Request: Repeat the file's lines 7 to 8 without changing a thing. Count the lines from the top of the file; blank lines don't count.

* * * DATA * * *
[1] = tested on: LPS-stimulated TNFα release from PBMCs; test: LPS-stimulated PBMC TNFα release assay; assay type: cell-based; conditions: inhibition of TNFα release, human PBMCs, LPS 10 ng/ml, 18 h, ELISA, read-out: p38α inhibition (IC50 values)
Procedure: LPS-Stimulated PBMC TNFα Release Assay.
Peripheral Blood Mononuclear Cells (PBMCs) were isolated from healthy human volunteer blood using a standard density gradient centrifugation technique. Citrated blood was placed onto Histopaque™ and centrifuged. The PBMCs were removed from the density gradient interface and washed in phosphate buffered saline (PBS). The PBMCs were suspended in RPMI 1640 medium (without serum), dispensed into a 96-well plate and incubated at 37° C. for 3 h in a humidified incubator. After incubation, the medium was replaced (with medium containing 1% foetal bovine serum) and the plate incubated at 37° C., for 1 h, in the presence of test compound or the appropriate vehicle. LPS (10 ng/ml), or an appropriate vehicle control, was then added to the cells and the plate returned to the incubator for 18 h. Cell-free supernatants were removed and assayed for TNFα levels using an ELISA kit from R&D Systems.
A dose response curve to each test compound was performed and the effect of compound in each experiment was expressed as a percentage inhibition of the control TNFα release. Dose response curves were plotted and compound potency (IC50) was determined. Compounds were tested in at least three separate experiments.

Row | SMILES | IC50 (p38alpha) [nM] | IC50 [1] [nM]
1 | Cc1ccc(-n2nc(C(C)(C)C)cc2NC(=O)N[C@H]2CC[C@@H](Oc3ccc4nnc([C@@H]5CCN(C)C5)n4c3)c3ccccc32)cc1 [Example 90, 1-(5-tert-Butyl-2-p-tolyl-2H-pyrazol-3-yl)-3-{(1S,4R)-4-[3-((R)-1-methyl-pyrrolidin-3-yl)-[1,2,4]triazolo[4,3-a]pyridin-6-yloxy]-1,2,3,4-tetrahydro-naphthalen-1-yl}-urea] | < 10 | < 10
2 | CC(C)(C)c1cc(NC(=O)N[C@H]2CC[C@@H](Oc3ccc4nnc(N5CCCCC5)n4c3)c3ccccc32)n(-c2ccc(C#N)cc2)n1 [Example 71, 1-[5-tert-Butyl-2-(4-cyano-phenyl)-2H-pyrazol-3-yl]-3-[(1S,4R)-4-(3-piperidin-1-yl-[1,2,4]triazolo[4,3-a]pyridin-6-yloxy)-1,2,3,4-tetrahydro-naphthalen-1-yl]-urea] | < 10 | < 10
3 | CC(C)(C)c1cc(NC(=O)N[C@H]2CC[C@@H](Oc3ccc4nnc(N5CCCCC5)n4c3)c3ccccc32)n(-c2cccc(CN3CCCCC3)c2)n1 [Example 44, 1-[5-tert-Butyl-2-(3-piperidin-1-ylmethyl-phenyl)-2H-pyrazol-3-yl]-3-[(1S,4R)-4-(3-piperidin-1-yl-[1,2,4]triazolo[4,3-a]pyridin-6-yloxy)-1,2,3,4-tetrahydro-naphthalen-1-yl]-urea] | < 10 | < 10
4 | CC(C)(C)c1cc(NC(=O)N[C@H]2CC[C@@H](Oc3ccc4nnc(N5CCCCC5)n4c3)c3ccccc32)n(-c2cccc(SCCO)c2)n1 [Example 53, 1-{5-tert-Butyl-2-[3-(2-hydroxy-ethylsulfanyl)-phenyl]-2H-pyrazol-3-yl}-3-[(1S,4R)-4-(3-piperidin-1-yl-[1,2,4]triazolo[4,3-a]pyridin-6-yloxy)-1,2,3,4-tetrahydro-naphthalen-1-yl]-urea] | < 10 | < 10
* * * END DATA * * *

2 | CC(C)(C)c1cc(NC(=O)N[C@H]2CC[C@@H](Oc3ccc4nnc(N5CCCCC5)n4c3)c3ccccc32)n(-c2ccc(C#N)cc2)n1 [Example 71, 1-[5-tert-Butyl-2-(4-cyano-phenyl)-2H-pyrazol-3-yl]-3-[(1S,4R)-4-(3-piperidin-1-yl-[1,2,4]triazolo[4,3-a]pyridin-6-yloxy)-1,2,3,4-tetrahydro-naphthalen-1-yl]-urea] | < 10 | < 10
3 | CC(C)(C)c1cc(NC(=O)N[C@H]2CC[C@@H](Oc3ccc4nnc(N5CCCCC5)n4c3)c3ccccc32)n(-c2cccc(CN3CCCCC3)c2)n1 [Example 44, 1-[5-tert-Butyl-2-(3-piperidin-1-ylmethyl-phenyl)-2H-pyrazol-3-yl]-3-[(1S,4R)-4-(3-piperidin-1-yl-[1,2,4]triazolo[4,3-a]pyridin-6-yloxy)-1,2,3,4-tetrahydro-naphthalen-1-yl]-urea] | < 10 | < 10